The explicit teaching of reading strategies helps students to become increasingly skillful at interpreting, understanding, and analyzing text. As with any new skill, these reading strategies should be taught through a scaffolding method, which includes modeling the strategy, providing students with opportunities for guided practice with the strategy, and then having students independently apply the strategy.
Because students have different reading styles, they are not likely to find all reading strategies equally useful. While a particular strategy may reinforce a strength that one student has or may provide the key to overcoming a reading difficulty, the same strategy may prove to be cumbersome or tedious to another student. For this reason, the explicit teaching of reading strategies should also include opportunities for students to reflect on the effectiveness of the strategy.
By considering questions such as:
Students will become increasingly aware of the strategies that help them to read more effectively.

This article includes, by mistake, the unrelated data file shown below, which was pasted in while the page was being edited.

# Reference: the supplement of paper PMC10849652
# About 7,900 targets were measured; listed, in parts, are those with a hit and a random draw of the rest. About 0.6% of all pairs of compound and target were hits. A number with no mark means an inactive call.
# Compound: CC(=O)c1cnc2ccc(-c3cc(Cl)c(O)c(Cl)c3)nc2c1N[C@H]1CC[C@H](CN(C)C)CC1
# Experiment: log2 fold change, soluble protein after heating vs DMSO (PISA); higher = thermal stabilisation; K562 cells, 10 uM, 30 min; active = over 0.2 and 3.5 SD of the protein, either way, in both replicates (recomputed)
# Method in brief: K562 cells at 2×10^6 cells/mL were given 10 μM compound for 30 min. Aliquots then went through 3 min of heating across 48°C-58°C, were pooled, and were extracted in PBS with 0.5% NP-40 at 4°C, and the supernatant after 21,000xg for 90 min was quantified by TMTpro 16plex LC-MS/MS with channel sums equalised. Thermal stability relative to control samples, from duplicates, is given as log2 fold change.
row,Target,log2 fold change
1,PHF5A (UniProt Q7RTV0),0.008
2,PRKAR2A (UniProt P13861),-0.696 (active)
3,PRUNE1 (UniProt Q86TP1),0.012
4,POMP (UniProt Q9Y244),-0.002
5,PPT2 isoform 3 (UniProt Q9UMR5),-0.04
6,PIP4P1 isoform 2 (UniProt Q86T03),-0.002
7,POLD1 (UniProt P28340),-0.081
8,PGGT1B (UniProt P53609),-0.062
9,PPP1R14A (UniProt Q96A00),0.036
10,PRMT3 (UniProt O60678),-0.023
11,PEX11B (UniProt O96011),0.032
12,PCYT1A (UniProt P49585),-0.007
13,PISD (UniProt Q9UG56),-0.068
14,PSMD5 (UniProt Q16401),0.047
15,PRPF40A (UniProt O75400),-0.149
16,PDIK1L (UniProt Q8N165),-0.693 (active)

The following list contains strategies which most students find effective. The letters in parentheses indicate if the reading strategy is best used before reading (B), during reading (D), and/or after reading (A).
Annolighting A Text (D/A)
This active reading strategy links concept of highlighting key words and phrases in a text and annotating those highlights with marginal notes.
Annotating A Text (D/A)
Annotating a text is an effective strategy to promote active and critical reading skills: this strategy provides a number of useful acronyms that students can use to remember different elements of writer’s craft when reading and annotating a text.
Anticipation Guide (B)
Anticipation guides are typically used as a pre-reading strategy and help to engage students in thought and discussion about ideas and concepts that they will encounter in the text.
Checking out the Framework (B)
This strategy provides students with suggestions for previewing texts of different genre in order to read strategically based on their purposes for reading the text.
Collaborative Annotation (D/A)
This strategy engages students in a process of co-constructing their interpretations of a text through a collaborative annotation activity.
Conversations Across Time (B/D/A)